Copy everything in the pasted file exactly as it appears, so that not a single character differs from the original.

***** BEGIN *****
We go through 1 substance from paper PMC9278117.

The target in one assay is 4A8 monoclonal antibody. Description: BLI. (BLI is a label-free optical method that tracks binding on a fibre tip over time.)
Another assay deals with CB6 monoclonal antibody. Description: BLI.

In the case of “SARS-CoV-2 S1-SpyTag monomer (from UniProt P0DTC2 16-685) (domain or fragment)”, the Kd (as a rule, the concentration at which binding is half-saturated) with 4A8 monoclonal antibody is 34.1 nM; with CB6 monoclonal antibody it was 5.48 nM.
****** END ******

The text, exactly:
We go through 1 substance from paper PMC9278117.

The target in one assay is 4A8 monoclonal antibody. Description: BLI. (BLI is a label-free optical method that tracks binding on a fibre tip over time.)
Another assay deals with CB6 monoclonal antibody. Description: BLI.

In the case of “SARS-CoV-2 S1-SpyTag monomer (from UniProt P0DTC2 16-685) (domain or fragment)”, the Kd (as a rule, the concentration at which binding is half-saturated) with 4A8 monoclonal antibody is 34.1 nM; with CB6 monoclonal antibody it was 5.48 nM.